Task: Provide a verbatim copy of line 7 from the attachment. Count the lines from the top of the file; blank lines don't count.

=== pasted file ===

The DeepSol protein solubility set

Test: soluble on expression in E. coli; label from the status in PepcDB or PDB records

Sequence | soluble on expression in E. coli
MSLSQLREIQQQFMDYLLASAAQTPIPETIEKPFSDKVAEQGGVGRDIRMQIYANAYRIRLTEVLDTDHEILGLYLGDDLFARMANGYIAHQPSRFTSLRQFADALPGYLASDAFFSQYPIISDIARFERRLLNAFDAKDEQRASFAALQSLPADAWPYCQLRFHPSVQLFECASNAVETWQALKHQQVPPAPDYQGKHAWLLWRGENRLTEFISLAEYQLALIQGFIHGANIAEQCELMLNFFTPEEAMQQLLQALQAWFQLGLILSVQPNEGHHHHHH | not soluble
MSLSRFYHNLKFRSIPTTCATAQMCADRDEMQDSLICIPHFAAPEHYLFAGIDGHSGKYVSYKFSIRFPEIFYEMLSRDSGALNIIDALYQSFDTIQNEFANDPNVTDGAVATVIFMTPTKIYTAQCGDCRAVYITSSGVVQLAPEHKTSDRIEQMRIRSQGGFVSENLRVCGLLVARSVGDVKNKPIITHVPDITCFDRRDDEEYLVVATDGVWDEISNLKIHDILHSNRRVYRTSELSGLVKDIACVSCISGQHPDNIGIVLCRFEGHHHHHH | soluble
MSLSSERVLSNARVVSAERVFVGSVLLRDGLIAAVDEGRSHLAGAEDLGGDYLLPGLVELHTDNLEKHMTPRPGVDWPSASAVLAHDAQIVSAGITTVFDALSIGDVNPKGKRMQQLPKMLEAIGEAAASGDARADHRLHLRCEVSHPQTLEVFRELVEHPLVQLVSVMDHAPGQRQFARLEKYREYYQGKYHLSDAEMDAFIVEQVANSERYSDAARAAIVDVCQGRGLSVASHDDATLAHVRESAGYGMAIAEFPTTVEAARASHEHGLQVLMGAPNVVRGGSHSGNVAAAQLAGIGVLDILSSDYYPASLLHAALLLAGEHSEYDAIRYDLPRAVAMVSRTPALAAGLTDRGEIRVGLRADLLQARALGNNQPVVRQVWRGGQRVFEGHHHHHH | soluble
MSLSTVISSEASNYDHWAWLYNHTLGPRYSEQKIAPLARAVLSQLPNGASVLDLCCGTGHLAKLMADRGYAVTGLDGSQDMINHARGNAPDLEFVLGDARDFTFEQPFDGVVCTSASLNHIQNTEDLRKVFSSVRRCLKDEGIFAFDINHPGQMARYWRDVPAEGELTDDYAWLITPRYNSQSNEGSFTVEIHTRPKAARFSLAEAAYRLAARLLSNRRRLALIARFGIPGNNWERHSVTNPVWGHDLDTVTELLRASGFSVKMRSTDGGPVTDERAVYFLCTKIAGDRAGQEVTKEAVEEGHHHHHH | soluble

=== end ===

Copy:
MSLSTVISSEASNYDHWAWLYNHTLGPRYSEQKIAPLARAVLSQLPNGASVLDLCCGTGHLAKLMADRGYAVTGLDGSQDMINHARGNAPDLEFVLGDARDFTFEQPFDGVVCTSASLNHIQNTEDLRKVFSSVRRCLKDEGIFAFDINHPGQMARYWRDVPAEGELTDDYAWLITPRYNSQSNEGSFTVEIHTRPKAARFSLAEAAYRLAARLLSNRRRLALIARFGIPGNNWERHSVTNPVWGHDLDTVTELLRASGFSVKMRSTDGGPVTDERAVYFLCTKIAGDRAGQEVTKEAVEEGHHHHHH | soluble